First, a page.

Excess Capacity in the People's Republic of China
An analysis of excess capacity in the People's Republic of China looks at the factors that contributed to overinvestment in manufacturing.
Since the 1990s, manufacturing in the People's Republic of China (PRC) encountered several rounds of excess production capacity. To address this issue, the government has taken a series of measures over time in the areas of administrative management, industrial development policies, environmental regulations, and monetary policies.
During 2007-2013, managing excess capacity was flagged as one of the key government tasks at each of the annual central economic work conferences. At the conference in December 2013, the government clarified that capacity utilization in the steel, cement, aluminum, plate glass, and shipbuilding industries were all below 75%, and decided to bring capacity utilization back to normal.
Four options for this were proposed:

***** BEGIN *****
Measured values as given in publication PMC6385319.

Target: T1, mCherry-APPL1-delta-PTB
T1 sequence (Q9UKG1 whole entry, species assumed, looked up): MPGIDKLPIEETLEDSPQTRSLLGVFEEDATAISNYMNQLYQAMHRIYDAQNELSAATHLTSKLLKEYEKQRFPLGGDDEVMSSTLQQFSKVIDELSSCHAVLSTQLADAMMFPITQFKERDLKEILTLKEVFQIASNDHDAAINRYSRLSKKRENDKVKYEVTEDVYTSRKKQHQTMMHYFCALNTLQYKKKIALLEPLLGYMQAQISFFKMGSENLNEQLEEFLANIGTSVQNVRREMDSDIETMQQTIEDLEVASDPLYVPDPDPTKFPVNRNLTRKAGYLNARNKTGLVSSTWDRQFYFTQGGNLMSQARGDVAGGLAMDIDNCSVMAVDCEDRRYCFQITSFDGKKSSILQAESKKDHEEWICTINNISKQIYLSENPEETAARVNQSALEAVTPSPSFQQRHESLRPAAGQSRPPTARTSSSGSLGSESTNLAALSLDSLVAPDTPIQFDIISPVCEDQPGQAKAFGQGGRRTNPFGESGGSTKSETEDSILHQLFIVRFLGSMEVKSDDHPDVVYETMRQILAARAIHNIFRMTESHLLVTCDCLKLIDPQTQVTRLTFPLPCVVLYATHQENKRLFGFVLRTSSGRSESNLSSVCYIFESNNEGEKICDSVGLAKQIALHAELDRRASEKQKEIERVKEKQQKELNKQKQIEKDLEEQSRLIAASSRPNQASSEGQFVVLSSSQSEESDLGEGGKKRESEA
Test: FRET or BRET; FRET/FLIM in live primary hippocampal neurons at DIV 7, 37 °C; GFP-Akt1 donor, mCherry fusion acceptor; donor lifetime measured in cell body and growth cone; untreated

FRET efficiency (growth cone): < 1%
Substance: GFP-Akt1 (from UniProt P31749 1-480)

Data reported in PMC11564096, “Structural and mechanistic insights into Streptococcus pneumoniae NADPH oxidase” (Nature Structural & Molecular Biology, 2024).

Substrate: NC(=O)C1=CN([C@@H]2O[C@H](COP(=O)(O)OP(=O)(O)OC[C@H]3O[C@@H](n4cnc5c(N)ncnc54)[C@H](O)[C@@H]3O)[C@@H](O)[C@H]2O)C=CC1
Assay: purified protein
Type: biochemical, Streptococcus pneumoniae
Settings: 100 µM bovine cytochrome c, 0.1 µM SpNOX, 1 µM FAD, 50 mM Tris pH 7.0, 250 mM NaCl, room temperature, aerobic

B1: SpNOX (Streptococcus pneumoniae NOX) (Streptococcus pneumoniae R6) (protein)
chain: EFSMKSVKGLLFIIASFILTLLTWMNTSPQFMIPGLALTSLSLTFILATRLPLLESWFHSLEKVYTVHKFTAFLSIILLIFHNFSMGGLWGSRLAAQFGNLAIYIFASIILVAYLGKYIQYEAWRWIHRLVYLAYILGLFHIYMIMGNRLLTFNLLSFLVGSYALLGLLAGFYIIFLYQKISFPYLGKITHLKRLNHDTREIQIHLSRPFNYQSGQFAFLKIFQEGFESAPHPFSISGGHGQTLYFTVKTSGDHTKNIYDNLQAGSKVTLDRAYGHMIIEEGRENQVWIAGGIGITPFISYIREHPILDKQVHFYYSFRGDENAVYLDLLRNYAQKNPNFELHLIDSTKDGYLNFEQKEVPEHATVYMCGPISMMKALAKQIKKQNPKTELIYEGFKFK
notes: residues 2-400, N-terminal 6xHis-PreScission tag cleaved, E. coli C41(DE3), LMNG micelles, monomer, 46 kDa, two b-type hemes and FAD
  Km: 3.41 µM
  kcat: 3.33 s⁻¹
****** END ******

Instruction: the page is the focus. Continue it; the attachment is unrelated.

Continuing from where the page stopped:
- boosting domestic demand to absorb excess capacity
- boosting external demand through a "go global" strategy
- using mergers and acquisitions to reduce excess capacity through consolidation
- strengthening and better enforcing environmental and energy efficiency standards to eliminate some capacity.
Although there is no consensus on the definition of excess capacity and how to measure it, historical data for the US (1967-2013), 17 Eurozone countries (1991-2013), Japan (1978-2013), Korea (1988-1998), Brazil (2005-2012) and Taipei,China (1981-2007) suggests that the normal capacity utilization rate is between 79% and 83%. A level of capacity utilization above 90% then implies capacity shortage while below 75% implies significant excess capacity.
People's Republic of China, Economics, Governance and public sector management, Industry and trade
Last updated: January 2016
The views expressed in these articles are those of the authors and do not necessarily reflect the views of the Asian Development Bank, its management, its Board of Directors, or its members.